In patients with a known diagnosis of cirrhosis, hepatic exacerbations may increase the risk for hospitalization for epilepsy and status epilepticus up to 6 months following the exacerbating event, according to study results published in Epilepsia.
While chronic liver disease is associated with various neurological complications, including seizures, the impact of exacerbations of cirrhotic liver disease on patients with epilepsy is unknown. The goal of this epidemiological study was to explore the association between an acute hepatic exacerbation and risk for epilepsy or status epilepticus admissions over time.
Using the New York State Inpatient Database from 2005 to 2013, the researchers identified 61,874 index admissions for epilepsy and 11,818 index admissions for status epilepticus. Hepatic exacerbation included admission with a diagnosis of cirrhosis with at least one of the following: esophageal varices, ascites, peritonitis, hepatorenal syndrome, or hepatic encephalopathy.
The researchers performed a case-crossover analysis for each index event in separate models and examined exposures in discrete intervals of time leading to the outcomes.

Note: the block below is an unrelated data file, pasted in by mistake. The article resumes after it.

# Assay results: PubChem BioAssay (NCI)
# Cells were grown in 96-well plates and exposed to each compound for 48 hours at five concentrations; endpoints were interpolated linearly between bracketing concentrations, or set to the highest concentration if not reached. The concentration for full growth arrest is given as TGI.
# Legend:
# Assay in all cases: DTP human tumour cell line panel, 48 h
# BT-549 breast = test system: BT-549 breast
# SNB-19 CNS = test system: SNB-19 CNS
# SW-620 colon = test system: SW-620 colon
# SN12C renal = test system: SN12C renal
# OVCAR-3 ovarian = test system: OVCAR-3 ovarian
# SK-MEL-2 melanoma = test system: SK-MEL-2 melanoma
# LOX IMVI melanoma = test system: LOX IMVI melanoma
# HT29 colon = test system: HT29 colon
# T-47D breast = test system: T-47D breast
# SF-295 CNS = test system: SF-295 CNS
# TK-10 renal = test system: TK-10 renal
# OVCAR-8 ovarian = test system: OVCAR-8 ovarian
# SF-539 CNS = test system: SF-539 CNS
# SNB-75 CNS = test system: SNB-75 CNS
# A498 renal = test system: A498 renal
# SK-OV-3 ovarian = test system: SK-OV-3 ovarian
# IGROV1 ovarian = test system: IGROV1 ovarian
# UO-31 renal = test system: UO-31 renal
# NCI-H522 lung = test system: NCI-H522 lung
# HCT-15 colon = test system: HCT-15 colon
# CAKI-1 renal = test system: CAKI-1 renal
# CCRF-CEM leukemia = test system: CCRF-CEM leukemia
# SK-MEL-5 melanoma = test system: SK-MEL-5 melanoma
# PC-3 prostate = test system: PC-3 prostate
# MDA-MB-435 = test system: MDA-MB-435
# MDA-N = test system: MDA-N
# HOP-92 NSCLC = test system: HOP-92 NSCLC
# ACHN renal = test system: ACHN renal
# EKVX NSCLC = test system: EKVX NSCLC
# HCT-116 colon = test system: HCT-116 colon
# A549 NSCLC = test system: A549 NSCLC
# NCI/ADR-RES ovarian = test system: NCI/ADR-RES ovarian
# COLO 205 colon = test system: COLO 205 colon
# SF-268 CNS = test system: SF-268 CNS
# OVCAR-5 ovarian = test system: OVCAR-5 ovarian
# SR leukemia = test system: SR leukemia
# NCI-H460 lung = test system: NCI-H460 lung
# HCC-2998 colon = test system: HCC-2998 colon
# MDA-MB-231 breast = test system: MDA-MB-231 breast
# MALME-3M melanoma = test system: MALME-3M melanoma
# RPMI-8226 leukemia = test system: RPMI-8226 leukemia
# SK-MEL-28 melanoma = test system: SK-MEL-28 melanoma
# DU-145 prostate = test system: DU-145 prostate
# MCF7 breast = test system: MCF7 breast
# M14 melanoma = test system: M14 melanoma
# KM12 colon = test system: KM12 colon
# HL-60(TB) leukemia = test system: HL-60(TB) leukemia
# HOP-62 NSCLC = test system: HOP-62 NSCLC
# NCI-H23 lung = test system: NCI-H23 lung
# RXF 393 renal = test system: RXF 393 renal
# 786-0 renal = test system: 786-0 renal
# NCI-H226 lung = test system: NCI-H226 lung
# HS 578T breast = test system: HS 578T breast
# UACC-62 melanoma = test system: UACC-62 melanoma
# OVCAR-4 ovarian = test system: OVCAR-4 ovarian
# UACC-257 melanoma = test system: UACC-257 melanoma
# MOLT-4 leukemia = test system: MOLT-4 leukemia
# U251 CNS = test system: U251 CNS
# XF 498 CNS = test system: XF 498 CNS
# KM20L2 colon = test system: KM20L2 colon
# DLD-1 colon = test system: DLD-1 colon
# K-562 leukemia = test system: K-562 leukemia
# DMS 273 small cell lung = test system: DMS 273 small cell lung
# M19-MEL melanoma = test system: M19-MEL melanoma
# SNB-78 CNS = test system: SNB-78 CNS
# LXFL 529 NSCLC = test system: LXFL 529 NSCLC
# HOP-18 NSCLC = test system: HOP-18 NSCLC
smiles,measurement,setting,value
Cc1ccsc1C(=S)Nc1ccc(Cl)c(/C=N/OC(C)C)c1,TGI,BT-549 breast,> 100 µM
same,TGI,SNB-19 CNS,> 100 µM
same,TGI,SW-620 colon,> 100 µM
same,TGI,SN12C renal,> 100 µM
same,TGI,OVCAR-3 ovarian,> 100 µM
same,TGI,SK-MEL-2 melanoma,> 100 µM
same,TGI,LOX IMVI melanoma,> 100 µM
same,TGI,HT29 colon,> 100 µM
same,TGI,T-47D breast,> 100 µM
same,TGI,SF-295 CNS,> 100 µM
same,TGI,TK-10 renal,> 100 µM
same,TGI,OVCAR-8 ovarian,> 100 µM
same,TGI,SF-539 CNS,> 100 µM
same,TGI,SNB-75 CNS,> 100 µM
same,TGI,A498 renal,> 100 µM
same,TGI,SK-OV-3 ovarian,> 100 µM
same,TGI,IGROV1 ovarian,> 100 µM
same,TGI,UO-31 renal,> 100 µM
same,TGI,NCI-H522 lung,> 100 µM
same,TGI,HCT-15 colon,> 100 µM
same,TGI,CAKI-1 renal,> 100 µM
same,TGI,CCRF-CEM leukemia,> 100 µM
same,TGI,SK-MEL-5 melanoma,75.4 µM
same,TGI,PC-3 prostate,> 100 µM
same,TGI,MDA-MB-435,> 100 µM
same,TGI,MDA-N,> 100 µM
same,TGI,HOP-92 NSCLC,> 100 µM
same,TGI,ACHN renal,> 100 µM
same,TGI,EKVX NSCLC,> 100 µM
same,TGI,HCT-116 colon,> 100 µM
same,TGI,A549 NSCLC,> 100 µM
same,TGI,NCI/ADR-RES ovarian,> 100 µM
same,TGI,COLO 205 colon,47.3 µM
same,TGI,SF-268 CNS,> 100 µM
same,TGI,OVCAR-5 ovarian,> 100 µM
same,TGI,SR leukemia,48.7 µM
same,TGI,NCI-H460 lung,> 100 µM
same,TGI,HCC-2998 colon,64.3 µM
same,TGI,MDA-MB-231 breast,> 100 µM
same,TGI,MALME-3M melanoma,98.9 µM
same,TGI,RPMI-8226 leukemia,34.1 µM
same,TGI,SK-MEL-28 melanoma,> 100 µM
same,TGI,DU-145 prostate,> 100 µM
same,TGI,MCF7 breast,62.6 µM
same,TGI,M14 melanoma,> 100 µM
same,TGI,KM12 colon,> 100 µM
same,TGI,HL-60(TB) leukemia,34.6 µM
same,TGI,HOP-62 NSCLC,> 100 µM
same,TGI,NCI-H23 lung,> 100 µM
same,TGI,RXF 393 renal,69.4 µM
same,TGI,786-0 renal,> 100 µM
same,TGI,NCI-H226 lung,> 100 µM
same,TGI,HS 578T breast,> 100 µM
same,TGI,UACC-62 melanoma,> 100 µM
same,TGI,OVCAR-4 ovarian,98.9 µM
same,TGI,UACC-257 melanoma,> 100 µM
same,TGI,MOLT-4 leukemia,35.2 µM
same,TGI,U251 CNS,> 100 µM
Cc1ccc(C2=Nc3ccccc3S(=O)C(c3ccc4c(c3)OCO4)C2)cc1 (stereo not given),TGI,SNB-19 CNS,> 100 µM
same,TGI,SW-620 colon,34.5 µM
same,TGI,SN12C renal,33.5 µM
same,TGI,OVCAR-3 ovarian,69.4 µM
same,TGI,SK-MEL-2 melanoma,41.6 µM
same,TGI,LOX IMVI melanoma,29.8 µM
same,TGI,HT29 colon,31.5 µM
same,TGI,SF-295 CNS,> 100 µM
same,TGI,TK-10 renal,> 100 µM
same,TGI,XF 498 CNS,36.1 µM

Case-crossover analyses found a significant association between hepatic exacerbation and subsequent admission for epilepsy in all time windows, except for the 14-day period, as the association became significant in the 30-day window (odds ratio [OR] 2.072, 95% CI 1.095-3.92, P =.0252), and peaked in the 150-day window prior to index epilepsy admission (OR 2.742, 95% CI, 1.817-4.137, P <.0001).
This effect was even higher for status epilepticus, with a 3- to 5-fold increased likelihood of admission with status epilepticus between 14 and 180 days. The association between hepatic exacerbation and subsequent admission for status epilepticus peaked at the 90-day window prior to index admission (OR 4.615, 95% CI, 2.534-8.406, P <.0001).
The researchers acknowledged several study limitations, including the retrospective design, focus on inpatient cases and missing data on the treatments and interventions.
“Our study supports the hypothesis that hepatic exacerbations may function as a trigger for future hospital admissions for epilepsy and status epilepticus across a variety of different timeframes up to 6 months following the hepatic exacerbation,” concluded the researchers.
Gursky JM, Rossi KC, Jetté N, Dhamoon MS. Exacerbation of hepatic cirrhosis may trigger admission for epilepsy and status epilepticus [published online ahead of print, 2020 Jan 24]. Epilepsia. doi:10.1111/epi.16437